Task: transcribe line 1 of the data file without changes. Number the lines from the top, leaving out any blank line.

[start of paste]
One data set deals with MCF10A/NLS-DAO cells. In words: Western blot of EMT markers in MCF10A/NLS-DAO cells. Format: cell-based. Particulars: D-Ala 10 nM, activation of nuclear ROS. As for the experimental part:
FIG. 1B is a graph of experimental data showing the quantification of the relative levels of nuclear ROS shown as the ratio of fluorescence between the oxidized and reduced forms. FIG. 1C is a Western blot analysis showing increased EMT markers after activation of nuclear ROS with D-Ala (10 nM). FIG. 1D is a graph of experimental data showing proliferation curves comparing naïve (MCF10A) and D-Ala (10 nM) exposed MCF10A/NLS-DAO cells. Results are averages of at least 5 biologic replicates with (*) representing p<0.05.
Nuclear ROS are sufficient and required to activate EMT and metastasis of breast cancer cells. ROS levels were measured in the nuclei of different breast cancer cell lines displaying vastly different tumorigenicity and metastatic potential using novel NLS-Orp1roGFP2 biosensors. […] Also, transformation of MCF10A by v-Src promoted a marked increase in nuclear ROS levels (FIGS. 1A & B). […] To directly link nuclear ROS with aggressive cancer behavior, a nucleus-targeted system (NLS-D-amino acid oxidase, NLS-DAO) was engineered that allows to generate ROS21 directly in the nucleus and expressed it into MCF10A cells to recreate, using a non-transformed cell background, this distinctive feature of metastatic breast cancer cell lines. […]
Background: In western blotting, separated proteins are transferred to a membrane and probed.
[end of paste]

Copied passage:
One data set deals with MCF10A/NLS-DAO cells. In words: Western blot of EMT markers in MCF10A/NLS-DAO cells. Format: cell-based. Particulars: D-Ala 10 nM, activation of nuclear ROS. As for the experimental part: